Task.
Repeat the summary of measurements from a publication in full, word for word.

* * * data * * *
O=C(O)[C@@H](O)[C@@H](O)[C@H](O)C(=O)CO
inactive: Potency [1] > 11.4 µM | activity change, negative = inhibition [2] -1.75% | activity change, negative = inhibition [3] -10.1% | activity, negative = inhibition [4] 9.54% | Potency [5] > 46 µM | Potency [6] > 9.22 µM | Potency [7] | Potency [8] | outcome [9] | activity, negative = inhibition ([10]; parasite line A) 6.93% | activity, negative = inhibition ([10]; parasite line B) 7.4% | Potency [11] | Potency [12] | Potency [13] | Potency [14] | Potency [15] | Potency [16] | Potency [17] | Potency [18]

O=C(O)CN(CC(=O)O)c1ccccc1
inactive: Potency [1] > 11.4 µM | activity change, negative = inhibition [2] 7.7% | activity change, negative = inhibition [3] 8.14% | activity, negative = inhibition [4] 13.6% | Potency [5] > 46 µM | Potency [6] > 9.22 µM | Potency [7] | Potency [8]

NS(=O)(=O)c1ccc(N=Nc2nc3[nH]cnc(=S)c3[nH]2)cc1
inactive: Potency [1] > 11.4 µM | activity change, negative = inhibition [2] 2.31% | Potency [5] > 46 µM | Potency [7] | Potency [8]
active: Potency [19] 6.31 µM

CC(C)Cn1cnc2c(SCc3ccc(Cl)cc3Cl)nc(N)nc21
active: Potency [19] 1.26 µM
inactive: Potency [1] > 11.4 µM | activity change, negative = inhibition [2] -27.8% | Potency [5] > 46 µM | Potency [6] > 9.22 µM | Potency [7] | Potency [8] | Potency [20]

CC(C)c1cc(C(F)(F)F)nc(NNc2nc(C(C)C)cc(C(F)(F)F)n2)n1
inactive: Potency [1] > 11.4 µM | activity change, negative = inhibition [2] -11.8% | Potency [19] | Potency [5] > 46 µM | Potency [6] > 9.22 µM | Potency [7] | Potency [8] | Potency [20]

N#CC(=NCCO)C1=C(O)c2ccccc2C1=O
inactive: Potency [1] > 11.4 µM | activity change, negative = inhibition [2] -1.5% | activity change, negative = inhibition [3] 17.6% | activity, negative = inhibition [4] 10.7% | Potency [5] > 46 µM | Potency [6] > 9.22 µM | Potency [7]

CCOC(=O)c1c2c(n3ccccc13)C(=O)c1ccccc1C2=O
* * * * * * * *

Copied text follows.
O=C(O)[C@@H](O)[C@@H](O)[C@H](O)C(=O)CO
inactive: Potency [1] > 11.4 µM | activity change, negative = inhibition [2] -1.75% | activity change, negative = inhibition [3] -10.1% | activity, negative = inhibition [4] 9.54% | Potency [5] > 46 µM | Potency [6] > 9.22 µM | Potency [7] | Potency [8] | outcome [9] | activity, negative = inhibition ([10]; parasite line A) 6.93% | activity, negative = inhibition ([10]; parasite line B) 7.4% | Potency [11] | Potency [12] | Potency [13] | Potency [14] | Potency [15] | Potency [16] | Potency [17] | Potency [18]

O=C(O)CN(CC(=O)O)c1ccccc1
inactive: Potency [1] > 11.4 µM | activity change, negative = inhibition [2] 7.7% | activity change, negative = inhibition [3] 8.14% | activity, negative = inhibition [4] 13.6% | Potency [5] > 46 µM | Potency [6] > 9.22 µM | Potency [7] | Potency [8]

NS(=O)(=O)c1ccc(N=Nc2nc3[nH]cnc(=S)c3[nH]2)cc1
inactive: Potency [1] > 11.4 µM | activity change, negative = inhibition [2] 2.31% | Potency [5] > 46 µM | Potency [7] | Potency [8]
active: Potency [19] 6.31 µM

CC(C)Cn1cnc2c(SCc3ccc(Cl)cc3Cl)nc(N)nc21
active: Potency [19] 1.26 µM
inactive: Potency [1] > 11.4 µM | activity change, negative = inhibition [2] -27.8% | Potency [5] > 46 µM | Potency [6] > 9.22 µM | Potency [7] | Potency [8] | Potency [20]

CC(C)c1cc(C(F)(F)F)nc(NNc2nc(C(C)C)cc(C(F)(F)F)n2)n1
inactive: Potency [1] > 11.4 µM | activity change, negative = inhibition [2] -11.8% | Potency [19] | Potency [5] > 46 µM | Potency [6] > 9.22 µM | Potency [7] | Potency [8] | Potency [20]

N#CC(=NCCO)C1=C(O)c2ccccc2C1=O
inactive: Potency [1] > 11.4 µM | activity change, negative = inhibition [2] -1.5% | activity change, negative = inhibition [3] 17.6% | activity, negative = inhibition [4] 10.7% | Potency [5] > 46 µM | Potency [6] > 9.22 µM | Potency [7]

CCOC(=O)c1c2c(n3ccccc13)C(=O)c1ccccc1C2=O